A state-owned bank for New Jersey?

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New Jersey Gov. Phil Murphy and some supportive state legislators are promoting the idea to establish a bank owned by the state, holding the state’s deposits and making loans considered politically popular. Is this controversial proposal a good idea?  It’s certainly not a new one.

In the 19th century, banks with majority ownership by the states were set up by Alabama, Georgia, Illinois, Indiana, Kentucky, Missouri, South Carolina, Tennessee, Vermont and Virginia. None of these has survived. An instructive case is the State Bank of Illinois, which “became entangled in public improvement schemes” and went bankrupt in 1842.

“In nearly all states” before the Civil War, report John Thom Holdsworth and Davis Rich Dewey, “provision was made in the charters requiring or permitting the State to subscribe for a portion of the stock of banks when organized.” Among the reasons were that the state “should share in the large profits” which were expected, and “because ownership would place the state in the light of a favored customer when it desired to borrow,” Dewey and Robert Emmert Chaddock note in their State Banking Before the Civil War.

Ay, there’s the rub. Such ideas led a number of states to sell bonds and invest the proceeds in bank stock, hoping the dividends on the stock would cover the interest on the debt. “Every new slave state in the South from Florida to Arkansas established one or more banks and supplied all or nearly all of their capital by a sale of state bonds.

There is one (and only one) state-owned bank operating today, the Bank of North Dakota. The bank is owned 100 percent by the state and its governing commission is chaired by the governor of the state. Its deposits are not insured by the Federal Deposit Insurance Corporation, but are instead guaranteed by the State of North Dakota, which has bond ratings of AA+/Aa1 (In contrast, New Jersey’s bond ratings are A-/A3.) The bank has total assets of about $7 billion and is thus not a large bank. But it has strong capital and is profitable, the profits helped by being exempt from federal and state income taxes. The Bank of North Dakota was founded in 1919, so is almost a century old.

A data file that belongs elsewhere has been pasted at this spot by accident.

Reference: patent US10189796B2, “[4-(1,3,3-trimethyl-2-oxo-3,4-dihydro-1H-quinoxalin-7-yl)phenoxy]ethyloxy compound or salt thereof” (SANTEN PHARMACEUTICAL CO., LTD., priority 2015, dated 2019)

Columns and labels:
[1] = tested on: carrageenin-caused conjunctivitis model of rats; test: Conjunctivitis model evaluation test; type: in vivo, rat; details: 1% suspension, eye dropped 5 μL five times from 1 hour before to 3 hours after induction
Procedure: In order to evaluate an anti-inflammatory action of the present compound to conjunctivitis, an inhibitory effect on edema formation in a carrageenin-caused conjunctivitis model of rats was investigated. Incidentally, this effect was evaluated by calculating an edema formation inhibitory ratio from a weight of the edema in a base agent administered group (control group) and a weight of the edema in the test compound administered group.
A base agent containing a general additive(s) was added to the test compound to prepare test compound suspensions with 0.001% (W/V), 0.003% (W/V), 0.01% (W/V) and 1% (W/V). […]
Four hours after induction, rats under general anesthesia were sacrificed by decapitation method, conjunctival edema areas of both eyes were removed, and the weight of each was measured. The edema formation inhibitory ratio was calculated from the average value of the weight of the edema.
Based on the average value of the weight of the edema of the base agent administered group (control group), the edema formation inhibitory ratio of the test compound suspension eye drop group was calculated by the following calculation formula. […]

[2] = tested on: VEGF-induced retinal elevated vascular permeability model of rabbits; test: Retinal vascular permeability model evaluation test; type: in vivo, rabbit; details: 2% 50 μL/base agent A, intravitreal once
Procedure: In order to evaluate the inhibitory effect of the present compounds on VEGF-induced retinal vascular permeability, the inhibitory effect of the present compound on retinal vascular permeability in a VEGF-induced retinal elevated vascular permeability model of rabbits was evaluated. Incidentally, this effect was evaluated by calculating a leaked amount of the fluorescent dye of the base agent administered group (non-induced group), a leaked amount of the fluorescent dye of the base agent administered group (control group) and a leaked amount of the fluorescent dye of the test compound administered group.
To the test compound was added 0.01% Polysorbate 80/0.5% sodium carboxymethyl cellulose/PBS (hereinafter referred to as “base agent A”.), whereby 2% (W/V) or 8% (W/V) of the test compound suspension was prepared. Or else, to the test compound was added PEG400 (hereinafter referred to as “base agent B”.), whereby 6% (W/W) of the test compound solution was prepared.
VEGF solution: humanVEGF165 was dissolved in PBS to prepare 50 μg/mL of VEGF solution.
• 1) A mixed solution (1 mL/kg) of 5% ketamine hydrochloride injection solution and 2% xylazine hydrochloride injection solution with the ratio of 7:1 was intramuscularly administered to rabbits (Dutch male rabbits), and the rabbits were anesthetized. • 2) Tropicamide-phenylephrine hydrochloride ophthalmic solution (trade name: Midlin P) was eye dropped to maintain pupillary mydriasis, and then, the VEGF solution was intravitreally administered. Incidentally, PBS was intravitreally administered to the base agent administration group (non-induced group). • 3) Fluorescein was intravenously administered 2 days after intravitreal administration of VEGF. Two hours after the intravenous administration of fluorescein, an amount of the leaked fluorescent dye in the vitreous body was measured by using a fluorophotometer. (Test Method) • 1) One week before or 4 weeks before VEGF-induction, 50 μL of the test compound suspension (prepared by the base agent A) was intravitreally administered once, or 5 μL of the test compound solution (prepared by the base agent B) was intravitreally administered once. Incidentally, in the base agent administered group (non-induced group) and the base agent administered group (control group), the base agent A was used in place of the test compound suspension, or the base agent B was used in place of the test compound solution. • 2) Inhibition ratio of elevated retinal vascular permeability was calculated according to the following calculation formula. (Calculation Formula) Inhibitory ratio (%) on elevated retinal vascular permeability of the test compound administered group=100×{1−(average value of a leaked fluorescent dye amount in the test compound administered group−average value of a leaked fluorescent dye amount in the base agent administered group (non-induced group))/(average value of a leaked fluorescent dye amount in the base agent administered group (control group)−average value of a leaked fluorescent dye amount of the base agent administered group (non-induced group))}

A less hopeful analogue is the Government Development Bank for Puerto Rico, owned by the Commonwealth of Puerto Rico and designed to operate as an inherent part of the government. It was established in 1942 under the leadership of Rexford Tugwell, the Franklin Roosevelt-appointed governor of the island, an ardent believer in central planning. The Government Development Bank, which had total assets of about $10 billion in 2014, has been publicly determined to be insolvent and will impose large losses on its creditors.

According to a report from the Federal Reserve Bank of Minneapolis, Alexander Hamilton, the father of the federally chartered and 20 percent-government/80 percent privately owned First Bank of the United States, “concluded that a national bank must be shielded from political interference: ‘To attach full confidence to an institution of this nature, it appears to be an essential ingredient in its structure that it shall be under a private not a public direction under the guidance of individual interest, not public policy.’” If this principle applies as well to state-owned banks, how is such a bank to devote itself to politically favored loans?

Would a Bank of New Jersey be likely to resemble more the Bank of North Dakota or the Government Development Bank of Puerto Rico?  Or perhaps the State Bank of Illinois?

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